Rural youth population rising in agriculturally rich areas, but …

A new, global report explains why unemployment rate among rural men and women has tripled since 2011-12

By Richard Mahapatra
Published: Wednesday 19 June 2019

This is what we know, and is convinced about: The world is getting younger and angrier. A new study, the 2019 Rural Development Report, just added a dimension to unemployment among the rural youth, not only in India but also the world.

The demography of the global rural is changing, according to the report by the United Nations' International Fund for Agricultural Development (IFAD). It has, for the first time, aggregated several studies to calculate population trend as well as economic futures of rural youth.

The youth population is increasing across the globe, but more in Asia and Africa. Within the segment, the rural youth population is growing faster. And a significant percentage of them are in developing and least-developed countries (LDC).

“Effective policies and investments are urgently needed if the world's poorest countries are to offer a future to hundreds of millions of marginalised young people living in rural areas,” according to the report.

Nearly a billion of of the world’s 1.2 billion youth (aged 15-24) are in developing countries, where rural youth account for half the youth population.

Clearly, the rural youth has a higher concentration in developing countries and LDCs. Also, the growth is theor population is higher in these countries.

“Their numbers are growing far more rapidly in lower-income countries than in higher-income countries, particularly in rural areas,” according to the report. Two-thirds of the rural youth of the world are in Asia and the Pacific followed by 20 per cent in Africa. The continent's share is projected to increase to 37 per cent by 2050 and that of Asia-Pacific to reduce by 50 per cent.

This bulge in these rural young population comes at a time when these areas neither have impressive economic growth nor diversified livelihood sources. Most young people inherit agrarian sources of livelihoods.

But, with population increasing and agriculture not being able to sustain a lucrative sustenance in general, the critical question is: Where would these people be employed?

Consider this fact: Close to three-fourths of the rural youth live in countries where agricultural value-addition is among the least. “Young people have a tough time escaping poverty by engaging in farming activities in these countries; most will earn a better living by transitioning into other sectors,” the report claimed.

The trend is observed in India as well. A significant percentage of the rural, young unemployed in the country is found in states like Uttar Pradesh and Bihar — primarily agrarian states with a very high young population looking for alternative livelihood source than farming. However, in comparison to African countries, India does have higher level of non-farm employment.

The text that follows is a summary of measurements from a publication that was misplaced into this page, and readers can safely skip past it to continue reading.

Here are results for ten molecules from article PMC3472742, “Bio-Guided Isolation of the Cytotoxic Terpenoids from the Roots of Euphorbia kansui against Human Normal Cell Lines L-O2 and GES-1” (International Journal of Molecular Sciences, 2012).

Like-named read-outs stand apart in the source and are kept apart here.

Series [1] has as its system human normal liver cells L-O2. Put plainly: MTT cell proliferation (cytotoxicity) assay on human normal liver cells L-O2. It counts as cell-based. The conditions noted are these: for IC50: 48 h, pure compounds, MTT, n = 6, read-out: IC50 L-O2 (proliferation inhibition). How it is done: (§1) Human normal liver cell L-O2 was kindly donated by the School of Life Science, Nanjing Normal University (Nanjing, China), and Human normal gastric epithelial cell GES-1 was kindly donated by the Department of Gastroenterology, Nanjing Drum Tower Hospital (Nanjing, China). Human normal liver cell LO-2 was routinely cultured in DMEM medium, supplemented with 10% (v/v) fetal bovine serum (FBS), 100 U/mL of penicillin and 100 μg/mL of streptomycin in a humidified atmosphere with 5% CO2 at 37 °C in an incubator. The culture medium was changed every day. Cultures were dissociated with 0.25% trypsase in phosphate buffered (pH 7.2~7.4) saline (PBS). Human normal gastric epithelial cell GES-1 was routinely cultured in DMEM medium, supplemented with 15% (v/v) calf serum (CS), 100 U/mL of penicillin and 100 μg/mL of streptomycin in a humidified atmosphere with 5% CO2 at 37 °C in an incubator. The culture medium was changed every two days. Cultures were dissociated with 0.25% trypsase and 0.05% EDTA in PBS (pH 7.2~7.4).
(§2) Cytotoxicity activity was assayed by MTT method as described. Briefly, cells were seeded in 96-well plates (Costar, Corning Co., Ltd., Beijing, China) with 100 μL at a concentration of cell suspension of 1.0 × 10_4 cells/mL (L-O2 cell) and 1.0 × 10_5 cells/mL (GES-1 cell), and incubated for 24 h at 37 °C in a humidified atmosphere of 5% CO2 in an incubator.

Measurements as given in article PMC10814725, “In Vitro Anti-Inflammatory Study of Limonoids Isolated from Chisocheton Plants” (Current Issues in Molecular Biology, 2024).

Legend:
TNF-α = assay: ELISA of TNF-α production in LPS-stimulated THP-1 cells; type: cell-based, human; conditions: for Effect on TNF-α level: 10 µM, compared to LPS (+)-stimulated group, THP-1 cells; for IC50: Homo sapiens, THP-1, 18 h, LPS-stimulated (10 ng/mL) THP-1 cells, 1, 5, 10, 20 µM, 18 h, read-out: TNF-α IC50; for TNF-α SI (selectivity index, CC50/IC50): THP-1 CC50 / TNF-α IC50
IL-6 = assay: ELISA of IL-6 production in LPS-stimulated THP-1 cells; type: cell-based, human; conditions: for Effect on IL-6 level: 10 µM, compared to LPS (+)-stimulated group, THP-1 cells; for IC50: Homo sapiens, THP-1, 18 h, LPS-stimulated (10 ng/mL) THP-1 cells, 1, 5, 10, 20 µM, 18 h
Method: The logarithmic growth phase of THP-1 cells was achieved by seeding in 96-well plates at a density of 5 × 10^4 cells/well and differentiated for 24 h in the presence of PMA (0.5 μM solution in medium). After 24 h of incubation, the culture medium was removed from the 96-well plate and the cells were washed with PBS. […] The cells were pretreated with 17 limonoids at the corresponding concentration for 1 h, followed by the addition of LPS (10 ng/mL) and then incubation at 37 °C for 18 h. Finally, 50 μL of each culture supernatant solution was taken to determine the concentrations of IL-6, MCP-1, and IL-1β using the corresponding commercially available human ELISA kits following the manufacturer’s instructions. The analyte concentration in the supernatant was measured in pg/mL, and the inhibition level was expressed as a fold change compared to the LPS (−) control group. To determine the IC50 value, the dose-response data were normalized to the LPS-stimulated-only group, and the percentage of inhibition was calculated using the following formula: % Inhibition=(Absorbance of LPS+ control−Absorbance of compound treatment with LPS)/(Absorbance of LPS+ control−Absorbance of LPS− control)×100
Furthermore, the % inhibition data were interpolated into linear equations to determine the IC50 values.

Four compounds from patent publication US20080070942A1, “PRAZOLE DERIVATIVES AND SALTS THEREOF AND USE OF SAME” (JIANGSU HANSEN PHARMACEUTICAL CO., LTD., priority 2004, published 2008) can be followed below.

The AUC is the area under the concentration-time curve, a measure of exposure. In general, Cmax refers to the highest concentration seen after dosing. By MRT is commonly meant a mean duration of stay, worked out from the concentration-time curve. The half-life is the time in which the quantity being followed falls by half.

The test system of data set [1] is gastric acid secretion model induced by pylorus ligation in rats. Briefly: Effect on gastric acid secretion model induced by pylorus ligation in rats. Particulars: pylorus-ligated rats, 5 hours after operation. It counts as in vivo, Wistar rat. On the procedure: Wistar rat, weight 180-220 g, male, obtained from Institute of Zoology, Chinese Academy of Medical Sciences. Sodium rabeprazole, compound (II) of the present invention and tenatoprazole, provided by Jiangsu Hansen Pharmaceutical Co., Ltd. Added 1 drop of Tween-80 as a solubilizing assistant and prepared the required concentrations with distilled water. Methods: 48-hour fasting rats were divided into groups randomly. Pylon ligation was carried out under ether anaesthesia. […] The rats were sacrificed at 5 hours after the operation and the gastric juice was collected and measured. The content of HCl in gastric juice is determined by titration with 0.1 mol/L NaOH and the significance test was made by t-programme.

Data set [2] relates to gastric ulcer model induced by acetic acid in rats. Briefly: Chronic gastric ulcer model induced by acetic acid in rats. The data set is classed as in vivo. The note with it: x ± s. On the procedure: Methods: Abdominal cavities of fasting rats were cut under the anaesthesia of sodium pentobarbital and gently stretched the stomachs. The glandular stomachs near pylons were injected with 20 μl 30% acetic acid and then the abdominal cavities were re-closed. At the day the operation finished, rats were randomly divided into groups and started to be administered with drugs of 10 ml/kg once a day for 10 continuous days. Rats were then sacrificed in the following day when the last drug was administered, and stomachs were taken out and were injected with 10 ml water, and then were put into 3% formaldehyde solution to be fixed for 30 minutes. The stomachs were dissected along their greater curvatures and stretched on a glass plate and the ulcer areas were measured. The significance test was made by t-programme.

At the same time, the study argues, it does have huge potential to gainfully absorb the new work force despite agriculture not being the preferred source of livelihood. Close to 67 per cent of rural youth live in areas that have high agricultural potential.

“Failing to act risks creating a lost generation of young people without hope or direction, which contributes to an increased risk of forced economic migration and fragility,” Gilbert F Houngbo, IFAD president, said.

So, potential of agriculture is not a constraining factor for the rural youth to take up farming as a vocation. But why they don’t reap a good harvest and price are the main reasons.

The report said land fragmentation, impact of climate change and access to market for produce were much bigger threats — also reasons for recent streets protests by Indian farmers.

If this group’s farming productivity is low; the reason lies in a lack of access to the necessary markets, both for inputs (especially improved seed, fertiliser and water) and for outputs (whose sale would provide incentives for investing in productivity gains), according to the report.

"But with the right policies and investments, those young people can drive economic growth in rural areas and improve life in their communities," Houngbo said.

But are countries, particularly those with high rural youth population, doing so?

Going by a survey of 57 youth strategies of various countries mentioned in the report, the answer is not encouraging. It flags why agrarian policies targeted at the youth are urgently needed.

Only 40 of them “considered rural youth development in some way” and 15 included “at least one specific policy objective or programme targeting rural youth”. At the same time, 17 of them had no mention of rural youth. Another interesting finding of this survey is that policies focused on rural youth were not adequately addressed in term of high rural youth population. 

"A broad, strong rural development policy combined with a clear policy of including young people, is the best way to help millions of young people around the world," Paul Winters, IFAD's associate vice-president, said.

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